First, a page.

We live in a world of options – which isn’t always a good thing. How can you and your business stand out? How can you be more than just another email, just another needless phone call, just another face talking about inventory or just another broker who can “get you top dollar?” The answer is more personal than you realize: it’s you. Get in touch with your story, own your value proposition and communicate what makes working with you worth it.
Rick Sobin, @properties
“You’re always going to get a question every day you’re out in the field. The question is: how’s the market? Part of your daily homework is to leave your house and have a very compelling answer.”
Karen Biazar, North Clybourn Group, Inc.
“To speak about authenticity, I believe in reaching out to people about what’s relevant to my relationship with them. It could be a past sale or a resource that I know they need versus telling them about daylight savings time. It also means you’re setting your priorities; there’s only so much we can do in a day. Develop good habits. I try— emphasis on try— to reach out to one or two people per day.”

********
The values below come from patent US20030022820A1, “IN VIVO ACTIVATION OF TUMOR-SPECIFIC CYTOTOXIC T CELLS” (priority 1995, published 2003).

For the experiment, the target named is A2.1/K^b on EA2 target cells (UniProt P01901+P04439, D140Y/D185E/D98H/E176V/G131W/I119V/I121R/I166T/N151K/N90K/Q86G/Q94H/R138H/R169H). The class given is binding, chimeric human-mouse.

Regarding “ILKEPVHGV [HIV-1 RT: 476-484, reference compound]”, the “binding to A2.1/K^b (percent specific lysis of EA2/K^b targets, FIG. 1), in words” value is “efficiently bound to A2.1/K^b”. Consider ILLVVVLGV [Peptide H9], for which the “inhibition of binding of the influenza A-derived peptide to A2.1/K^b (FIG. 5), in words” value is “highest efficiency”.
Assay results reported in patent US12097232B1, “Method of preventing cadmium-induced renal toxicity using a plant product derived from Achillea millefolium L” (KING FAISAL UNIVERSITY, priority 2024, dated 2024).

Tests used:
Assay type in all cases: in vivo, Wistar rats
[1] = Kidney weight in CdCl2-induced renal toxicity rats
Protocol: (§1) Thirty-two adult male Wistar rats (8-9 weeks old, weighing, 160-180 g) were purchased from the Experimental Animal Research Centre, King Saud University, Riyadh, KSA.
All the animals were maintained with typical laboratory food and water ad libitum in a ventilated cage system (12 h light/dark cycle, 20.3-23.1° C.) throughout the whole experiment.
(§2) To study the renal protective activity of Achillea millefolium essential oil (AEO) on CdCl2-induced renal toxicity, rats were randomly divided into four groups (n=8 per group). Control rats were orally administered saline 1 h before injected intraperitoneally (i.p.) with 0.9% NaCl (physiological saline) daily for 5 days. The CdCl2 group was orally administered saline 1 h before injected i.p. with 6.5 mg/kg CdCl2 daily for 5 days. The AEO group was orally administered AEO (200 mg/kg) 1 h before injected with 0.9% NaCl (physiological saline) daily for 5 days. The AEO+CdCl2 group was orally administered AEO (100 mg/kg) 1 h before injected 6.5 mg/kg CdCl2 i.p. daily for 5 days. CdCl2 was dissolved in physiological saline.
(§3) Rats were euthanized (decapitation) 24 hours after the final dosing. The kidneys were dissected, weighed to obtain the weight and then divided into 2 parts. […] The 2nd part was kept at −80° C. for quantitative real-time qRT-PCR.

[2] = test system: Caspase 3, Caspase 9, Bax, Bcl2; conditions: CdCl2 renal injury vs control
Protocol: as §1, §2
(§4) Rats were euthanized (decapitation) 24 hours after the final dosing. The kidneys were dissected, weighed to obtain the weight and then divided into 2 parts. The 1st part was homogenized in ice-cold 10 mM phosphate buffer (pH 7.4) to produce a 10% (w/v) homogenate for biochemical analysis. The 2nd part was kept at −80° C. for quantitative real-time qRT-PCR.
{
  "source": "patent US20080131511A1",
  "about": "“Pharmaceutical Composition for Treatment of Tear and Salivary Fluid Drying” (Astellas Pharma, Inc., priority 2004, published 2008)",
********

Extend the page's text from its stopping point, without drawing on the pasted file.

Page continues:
Jason Stratton, Berkshire Hathaway HomeServices Koenig Rubloff Realty Group
“You have to find what makes you irreplaceable. Every one of us has a talent that makes us irreplaceable. You have to find how that goes with real estate. Mine is math and construction. When I speak to a client, that’s my angle. My partner is an interior designer, that’s her angle. Find out what your added value is to this industry and to your clients, and really hammer that in. That’s how you’re going to get referrals!”
Bari Levine, @properties
“I think you need to be honest about the market. You’re out there seeing what’s happening, so yes, you can look at all the stats, but when it comes down to it, your market is unique. You have the expertise. You just have to approach it in a very honest way, give your feedback, and make your clients feel comfortable. Be transparent and help them make the right decision.”
Phil Byers, Keller Williams Chicago-Lincoln Park
“Look within and ask yourself, ‘What skill do I not have?’ I looked at myself at the end of 2008, and I realized I really sucked at pricing. I realized I was wrong about price all the time. That’s when I developed this reputation among colleagues as being Mr. Market Guy, because I got really real about what the market does and how it works and how I watch it.”